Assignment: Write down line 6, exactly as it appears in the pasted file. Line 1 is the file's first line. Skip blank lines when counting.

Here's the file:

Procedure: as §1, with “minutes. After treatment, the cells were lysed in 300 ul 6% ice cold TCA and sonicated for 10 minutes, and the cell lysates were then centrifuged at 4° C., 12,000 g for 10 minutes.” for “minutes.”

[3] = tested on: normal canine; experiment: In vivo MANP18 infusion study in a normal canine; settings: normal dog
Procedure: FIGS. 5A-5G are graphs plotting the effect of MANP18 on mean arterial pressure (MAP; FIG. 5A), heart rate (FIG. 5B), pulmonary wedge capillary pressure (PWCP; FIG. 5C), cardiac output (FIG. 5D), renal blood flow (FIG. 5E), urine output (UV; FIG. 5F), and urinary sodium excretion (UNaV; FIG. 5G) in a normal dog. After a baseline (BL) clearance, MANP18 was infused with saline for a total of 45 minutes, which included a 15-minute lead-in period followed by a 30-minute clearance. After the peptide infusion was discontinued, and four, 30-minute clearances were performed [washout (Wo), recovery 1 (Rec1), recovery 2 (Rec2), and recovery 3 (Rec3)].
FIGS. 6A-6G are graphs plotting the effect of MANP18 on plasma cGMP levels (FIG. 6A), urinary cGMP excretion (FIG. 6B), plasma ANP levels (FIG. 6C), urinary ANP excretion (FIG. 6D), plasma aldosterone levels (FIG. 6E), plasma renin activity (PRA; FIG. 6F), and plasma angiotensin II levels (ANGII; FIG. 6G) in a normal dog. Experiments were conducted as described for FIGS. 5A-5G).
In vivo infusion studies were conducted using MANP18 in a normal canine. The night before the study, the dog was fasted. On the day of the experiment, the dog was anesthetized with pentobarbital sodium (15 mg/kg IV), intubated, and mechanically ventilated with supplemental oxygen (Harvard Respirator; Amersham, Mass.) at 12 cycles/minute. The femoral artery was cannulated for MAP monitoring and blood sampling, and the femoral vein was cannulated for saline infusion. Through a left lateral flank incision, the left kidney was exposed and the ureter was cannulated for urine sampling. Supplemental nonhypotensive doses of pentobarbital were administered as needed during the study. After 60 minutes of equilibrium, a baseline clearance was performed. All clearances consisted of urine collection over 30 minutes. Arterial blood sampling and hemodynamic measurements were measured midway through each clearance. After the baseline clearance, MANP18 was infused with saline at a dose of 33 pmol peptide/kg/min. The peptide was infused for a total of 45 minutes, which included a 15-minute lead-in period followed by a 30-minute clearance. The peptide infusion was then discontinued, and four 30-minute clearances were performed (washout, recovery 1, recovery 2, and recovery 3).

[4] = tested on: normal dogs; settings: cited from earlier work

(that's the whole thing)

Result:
[4] = tested on: normal dogs; settings: cited from earlier work